Whether you lecture postgrads, tutor at high school or teach in kindergarten; educating our future doctors, lawyers and leaders is a really big deal. How students perform in education has a huge impact on their future and as digital natives they are increasingly using apps like AccelaStudy, Freedom and Cite This For Me to aid their studies.
With increasing support for technology in the classroom (Knighton and Hutchinson, 2016), recommending these apps is great practice to help your students make the most of their education. However, apps are not just for students: there are plenty out there that can help educators too. These are our top picks for 2016.
There are many important factors that educators consider when trying to maximise positive learning outcomes for their students, one of which is engagement. Engagement is key to learning, we know that, but it stands to reason that the younger learners are more comfortable engaging with bite-sized chunks of information on a backlit smartphone screen, than they are with a standardised textbook.
Enter, Kahoot! – the interactive learning game that allows you to create and share your own in-class tests and get your students to take part via their tablets and smartphones. With this tool, testing students of all ages can be engaging, fun and even improve their memory recall from the session (Roediger and Karpicke, 2010). It can give you instant feedback on your students’ understanding of the concepts you’re teaching, whilst helping to identify students who need a little more assistance.
Now you’re able to engage the students with interactive quizzes but, as you know, getting them to retain this knowledge can take a lot of teaching time. Engaging the students in the concept introduction stage is another challenge entirely, but constantly reading around your topic is a great way to find great research, insights and real-life examples to share with and inspire students. There are innumerous great places to find this kind of information, and even more to read when you get there, but TED has established itself as the go-to platform for inspiring and eye-opening talks since it arrived online in 2006, and later to the smartphone in 2011.
Whether you’re a music teacher wanting to explain classical music to a class of 14-year-olds, or a philosophy lecturer provoking your postgrad students to challenge what it means to be human – there’s likely a TED talk that can help you out.
While you’re on the lookout for current sources to incorporate into this year’s syllabus, you’ll likely find a bunch of great material from all corners of the web. Reading all that material is hard to keep on top of, but what if you could use an app to utilise those moments when you’re on the train, plane or just don’t have access to the internet?
Pocket helps you do just that. Keeping track of articles, e-books and other online materials is simple with this fantastic web and mobile app (with a browser extension) that allows you to save any source so that you can view offline via mobile and tablet. Having access to these sources offline means you can keep reading around your topic in airplane/flight mode on the go – saving you data and battery power to use on Kahoot!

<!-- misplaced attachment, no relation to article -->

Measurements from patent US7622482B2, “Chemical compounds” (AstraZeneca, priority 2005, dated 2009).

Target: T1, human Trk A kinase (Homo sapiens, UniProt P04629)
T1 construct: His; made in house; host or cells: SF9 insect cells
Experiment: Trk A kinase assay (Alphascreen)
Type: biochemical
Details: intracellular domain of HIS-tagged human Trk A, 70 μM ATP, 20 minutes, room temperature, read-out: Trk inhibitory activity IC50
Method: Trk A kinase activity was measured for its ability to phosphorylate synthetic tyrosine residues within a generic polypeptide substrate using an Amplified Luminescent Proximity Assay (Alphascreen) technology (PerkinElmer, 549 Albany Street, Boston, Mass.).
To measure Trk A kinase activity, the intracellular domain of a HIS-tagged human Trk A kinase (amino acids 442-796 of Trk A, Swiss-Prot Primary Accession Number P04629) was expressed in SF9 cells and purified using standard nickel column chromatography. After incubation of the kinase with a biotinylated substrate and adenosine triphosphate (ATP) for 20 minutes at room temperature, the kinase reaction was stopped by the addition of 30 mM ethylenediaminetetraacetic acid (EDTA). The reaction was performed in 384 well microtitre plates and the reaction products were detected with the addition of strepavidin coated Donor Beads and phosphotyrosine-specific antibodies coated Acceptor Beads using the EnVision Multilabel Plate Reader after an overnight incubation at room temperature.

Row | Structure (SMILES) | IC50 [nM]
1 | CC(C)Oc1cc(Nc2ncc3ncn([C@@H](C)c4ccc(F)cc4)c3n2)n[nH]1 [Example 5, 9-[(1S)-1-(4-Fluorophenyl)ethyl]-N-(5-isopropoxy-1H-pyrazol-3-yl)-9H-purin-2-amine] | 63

So, you’ve taught your students all of the syllabus with engaging tests that incorporate insights from the brightest and most cutting-edge sources around the web and sent them off for the study break before their exams. You’ve done all you can, right…?
StudyBlue is an app that allows you to help them get started with their exam prep by creating customized flashcard sets, quizzes and study packs and sharing them with your class. This way you can provide a logical and structured process for your students to make sure their studies stay on track and lead to successful exam results. Magic!
- App: StudyBlue
- App Type: Flashcards
- Operating Systems: iOS & Android
- Price: Free (premium version available)
So, what about homework and coursework?
That’s where Cite This For Me comes in!
But it’s not just for students: Cite This For Me not only allows you to share reading lists with your class via the share function, but it also provides you with a tonne of great resources, from videos to help teach referencing, to interactive training on how to support your students using the app. For your own research and referencing needs, Cite This For Me will do for you, exactly what it does for students.
- Eadicicco, L. (2015) Apple’s 25 best iPhone Apps of the year. Available at: http://time.com/4143145/best-iphone-apps-2015/ (Accessed: 19 January 2016).
- Knighton, D. and Hutchinson, J. (2016) Global Study from Canvas Ranks Teachers’ Concerns and Attitudes on Technology in the Classroom. Available at: https://www.canvaslms.com/news/pr/global-study-from-canvas-ranks-teachers-concerns-and-attitudes-on-technology-in-the-classroom&122586?utm_campaign=Bett+2016&utm_source=hs_email&utm_medium=email&utm_content=25954835&_hsenc=p2ANqtz–y00xYRT5OH0MfqRVQCFnRD8MfehFCUd5O7To6pE2c88Tg7tpeJxg0–XTfIiHvVnCGYBS0g50j0qo-uprW-daGrIgfQ&_hsmi=25954835 (Accessed: 9 February 2016).
- Roediger, H.L. and Karpicke, J.D. (2010) ‘Science perspectives on psychological the power of testing memory: Basic research and implications for educational practice’, . doi: 10.1111/j.1745-6916.2006.00012.x.